Lagos, the economic heart of Lagos State and all of Nigeria, is a significant financial hub for Africa. The Awori subgroup of the Yoruba of West Africa first settled in Lagos, which later developed as a port city of the Benin Empire. These islands are now part of the Local Government Areas (LGAs) of Lagos Island, Eti-Osa, Amuwo-Odofin, and Apapa.

Did You Know?

One of West Africa’s largest and most extensive road networks is in Lagos.

3. Kano

Percentage of the Population Aged Below 15: 42.1%
Total Population: 4,219,000 (2022)
Area: 499 sq. km.
Country: Nigeria

Kanophoto source: Media Nigeria

With approximately more than four million residents residing inside a 449 sq. km. area, Kano is the second largest city in Nigeria after Lagos. Located in the Savanna, Kano is a key trans-Saharan commerce route. The city has long been a center of trade and habitation. The city is one of the seven historic Hausa kingdoms, and most of its populace is Hausa.

Kano was a cosmopolitan city with permanent communities of Arab, Berber, Tuareg, Kanuri, and Fula centuries before British colonialism. Most of the Old City’s former gates still exist. The enormous Kurmi Market, noted for its crafts, is located in the Historic City, and adjacent is old dye mines still in operation.

Did You Know

This city has impeded manufacturing and industry over time due to inconsistent government policies and erratic electrical supplies.

2. Luanda

Percentage of the Population Aged Below 15: 42.2%
Total Population: 8,952,000 (2022)
Area: 113 sq. km.
Country: Angola

photo source: Wikimedia Commons

The main port and the country’s most important commercial, metropolitan, and cultural hub is located in Luanda. Angola’s administrative center, the largest port, and the capital of the Luanda Province are all found at Luanda, situated on the country’s northern Atlantic coast. The most populated Lusophone city outside of Brazil is Luanda, the most populous capital in the world that speaks Portuguese.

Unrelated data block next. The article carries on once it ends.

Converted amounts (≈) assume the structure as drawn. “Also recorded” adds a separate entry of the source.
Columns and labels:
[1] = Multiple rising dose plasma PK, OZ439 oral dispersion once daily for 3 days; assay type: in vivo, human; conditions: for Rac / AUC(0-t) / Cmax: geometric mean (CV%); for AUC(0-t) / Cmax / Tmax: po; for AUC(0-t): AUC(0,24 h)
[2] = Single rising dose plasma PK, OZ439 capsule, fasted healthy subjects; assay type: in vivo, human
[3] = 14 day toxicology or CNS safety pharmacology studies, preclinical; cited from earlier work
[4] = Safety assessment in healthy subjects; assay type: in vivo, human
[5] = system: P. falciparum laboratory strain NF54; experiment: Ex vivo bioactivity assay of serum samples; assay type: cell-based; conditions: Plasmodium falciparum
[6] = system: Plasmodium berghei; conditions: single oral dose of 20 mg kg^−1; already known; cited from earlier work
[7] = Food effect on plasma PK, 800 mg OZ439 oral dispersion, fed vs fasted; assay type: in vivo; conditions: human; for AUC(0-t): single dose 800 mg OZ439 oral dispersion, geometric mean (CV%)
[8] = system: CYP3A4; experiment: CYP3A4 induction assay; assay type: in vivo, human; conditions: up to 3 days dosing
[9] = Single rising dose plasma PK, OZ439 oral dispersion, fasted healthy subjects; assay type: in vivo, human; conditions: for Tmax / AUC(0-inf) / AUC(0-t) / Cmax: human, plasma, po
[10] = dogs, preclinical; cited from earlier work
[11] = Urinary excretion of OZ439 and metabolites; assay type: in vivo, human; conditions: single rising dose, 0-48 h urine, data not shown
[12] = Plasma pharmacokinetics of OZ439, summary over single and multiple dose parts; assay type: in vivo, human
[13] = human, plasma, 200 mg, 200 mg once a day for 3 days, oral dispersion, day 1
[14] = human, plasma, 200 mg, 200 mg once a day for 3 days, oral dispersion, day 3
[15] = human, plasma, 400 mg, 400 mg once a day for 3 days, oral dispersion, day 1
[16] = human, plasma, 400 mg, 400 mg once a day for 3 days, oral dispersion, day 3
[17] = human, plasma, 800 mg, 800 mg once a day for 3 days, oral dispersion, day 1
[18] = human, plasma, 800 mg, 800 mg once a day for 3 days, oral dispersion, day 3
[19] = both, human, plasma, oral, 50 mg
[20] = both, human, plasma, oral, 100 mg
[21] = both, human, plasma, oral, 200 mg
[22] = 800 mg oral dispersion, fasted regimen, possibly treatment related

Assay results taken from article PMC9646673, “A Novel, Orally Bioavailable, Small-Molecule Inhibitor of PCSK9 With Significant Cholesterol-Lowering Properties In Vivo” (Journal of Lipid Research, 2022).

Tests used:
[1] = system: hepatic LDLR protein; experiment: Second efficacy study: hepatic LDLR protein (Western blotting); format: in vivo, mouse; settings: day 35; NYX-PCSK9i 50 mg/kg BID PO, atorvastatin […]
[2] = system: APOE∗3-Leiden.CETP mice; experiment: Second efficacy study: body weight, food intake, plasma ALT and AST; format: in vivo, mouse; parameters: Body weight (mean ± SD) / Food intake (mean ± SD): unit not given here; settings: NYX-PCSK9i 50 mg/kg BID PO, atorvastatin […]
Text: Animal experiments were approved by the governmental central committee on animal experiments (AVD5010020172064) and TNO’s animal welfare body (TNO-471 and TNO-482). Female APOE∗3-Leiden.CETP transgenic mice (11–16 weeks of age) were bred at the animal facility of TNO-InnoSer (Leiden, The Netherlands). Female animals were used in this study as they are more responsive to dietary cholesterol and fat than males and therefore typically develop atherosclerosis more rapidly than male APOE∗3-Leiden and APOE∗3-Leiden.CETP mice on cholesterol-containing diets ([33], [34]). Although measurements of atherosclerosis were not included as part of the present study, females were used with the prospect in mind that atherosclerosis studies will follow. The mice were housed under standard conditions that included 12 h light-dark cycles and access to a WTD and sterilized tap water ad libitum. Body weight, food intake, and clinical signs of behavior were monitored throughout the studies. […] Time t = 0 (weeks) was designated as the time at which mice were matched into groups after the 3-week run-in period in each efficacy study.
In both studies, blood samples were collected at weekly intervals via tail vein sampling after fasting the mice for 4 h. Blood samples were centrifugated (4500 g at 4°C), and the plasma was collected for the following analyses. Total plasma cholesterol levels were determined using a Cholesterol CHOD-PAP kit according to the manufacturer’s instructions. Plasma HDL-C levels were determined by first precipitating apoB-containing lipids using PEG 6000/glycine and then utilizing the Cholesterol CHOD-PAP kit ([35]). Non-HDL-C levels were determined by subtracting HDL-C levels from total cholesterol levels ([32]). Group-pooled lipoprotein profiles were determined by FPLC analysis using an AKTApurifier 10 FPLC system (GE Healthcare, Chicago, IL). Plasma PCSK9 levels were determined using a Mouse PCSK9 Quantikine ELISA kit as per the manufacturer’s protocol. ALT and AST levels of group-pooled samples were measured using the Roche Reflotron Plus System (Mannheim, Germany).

The processing of agricultural goods, the manufacture of beverages, textiles, cement, factories that assemble new cars, building materials, plastics, metallurgy, cigarettes, and shoes are among the industries in the city. Most of Luanda’s residents belong to the Ambundu ethnic group, however, the Bakongo and the Ovimbundu have recently become more prevalent.

Did You Know?

The city’s Belas Retail Center is Angola’s first contemporary shopping center, which opened in 2007.

1. Kampala

Percentage of the Population Aged Below 15: 48.2%
Total Population: 3,652,000 (2022)
Area: 189 sq. km.
Country: Uganda

photo source: Britannica

Kampala, the capital of Uganda, is considered the youngest city in the world based on population, with 48.2% of its population aged below 15 years old. The Kampala Central Division, Kawempe Division, Makindye Division, Nakawa Division, and Rubaga Division are the five political divisions of the city proper, with a population of 1,680,000.

The Wakiso District, Mukono District, Mpigi District, Buikwe District, and Luweero District are nearby districts that comprise Kampala’s metropolitan region. According to City Mayors, Kampala has one of Africa’s highest rates of population increase, at 4.03 percent annually.

Over Kigali and Nairobi, Kampala has consistently been recognized as East Africa’s greatest city by the New York-based consulting firm Mercer.

Did You Know?

While more than 30% of Kampala residents engage in urban agriculture, Kampala gave 13 hectares (32 acres) to the northeastern parish of Kyanja in the Nakawa Division to support urban agriculture.